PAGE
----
Personal tools
You are here: Home Research K-12 Education Integration and Diversity Looking To The Future: Voluntary K-12 School Integration

Looking To The Future: Voluntary K-12 School Integration

Authors: NAACP Legal Defense and Educational Fund, The Civil Rights Project, The Center for the Study of Race and Law at the University of Virginia School of Law
Date Published: January 01, 2005

With the history, statistics, and research as context, we then turn to the practical question of what you can do to promote integration in the schools in your own community. To give you a sense of how other school systems have effectively tackled the problem, we begin this part of the manual with short descriptions of various hypothetical integrative student assignment strategies. We then review and discuss the legal considerations at work when school districts elect to pursue these kinds of voluntary methods of achieving racial and ethnic diversity. Finally, we conclude with some suggestions for concrete steps that you can take to make a difference by encouraging the public schools in your community to promote racial integration and implement policies and practices that foster positive, integrated learning environments for all students.
Related Documents

A Manual for Parents, Educators, and Advocates

Having just celebrated the fiftieth anniversary of the landmark Brown v. Board of Education decision, our nation finds itself at a critical crossroad. For much of the past fifty years, parents of minority children and community leaders have repeatedly petitioned courts throughout the country, demanding that the judiciary give life and meaning to Brown by ordering recalcitrant school districts to dismantle their racially segregated school systems. In the face of great resistance, and sometimes even violence, these leaders valiantly insisted that their children’s schools act to eliminate the stubborn, persistent vestiges of racial discrimination and that we, as a country, live up to our nation’s highest ideals of equality for all.

In more recent years, however, a somewhat unexpected shift has occurred. Urged by parents and activists, many school districts have come to realize the value of racial and ethnic diversity and its important influence on educating our future citizens. A number of these school districts, as a result, have voluntarily enacted policies and student assignment methods designed to promote racial integration in their schools. In other words, more and more school districts are trying to further racial diversity not out of legal obligation, but on their own accord, as a core part of their educational mission. They do so in recognition of the critical role schools play in fostering racial and ethnic harmony in our increasingly heterogeneous society, and of the significance of an integrated school experience in shaping students’ worldviews. While this development is without a doubt an encouraging one, even as we struggle to achieve equity and integration in education, the law dictates that we proceed with caution.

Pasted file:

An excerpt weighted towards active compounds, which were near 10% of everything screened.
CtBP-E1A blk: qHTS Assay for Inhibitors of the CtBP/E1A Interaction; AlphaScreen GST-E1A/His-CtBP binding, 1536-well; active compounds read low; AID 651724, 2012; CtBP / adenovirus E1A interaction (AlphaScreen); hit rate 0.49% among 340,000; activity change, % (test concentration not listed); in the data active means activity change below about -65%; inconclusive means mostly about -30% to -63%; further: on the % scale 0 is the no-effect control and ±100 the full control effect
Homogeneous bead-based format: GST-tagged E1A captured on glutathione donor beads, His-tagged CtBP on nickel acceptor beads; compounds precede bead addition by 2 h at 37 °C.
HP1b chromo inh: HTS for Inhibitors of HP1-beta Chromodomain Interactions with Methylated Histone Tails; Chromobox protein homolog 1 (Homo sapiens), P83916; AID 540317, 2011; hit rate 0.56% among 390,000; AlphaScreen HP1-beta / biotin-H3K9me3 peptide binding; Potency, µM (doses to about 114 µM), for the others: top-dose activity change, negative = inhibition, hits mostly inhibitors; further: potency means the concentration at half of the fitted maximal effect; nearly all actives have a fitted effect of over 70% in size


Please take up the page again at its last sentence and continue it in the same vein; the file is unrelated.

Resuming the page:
Although in 2003 the United States Supreme Court affirmed the importance of diversity in higher education specifically, it remains somewhat unclear what this means for the almost 50 million students in our nation’s public elementary and secondary schools. In the absence of explicit guidance from the Supreme Court on what kinds of actions K-12 public schools may take to promote racial integration, school districts and their constituents have been working largely under a cloud of legal uncertainty.

In compliance with the UC Open Access Policy, this report has been made available on eScholarship:

Document Actions

Copyright © 2010 UC Regents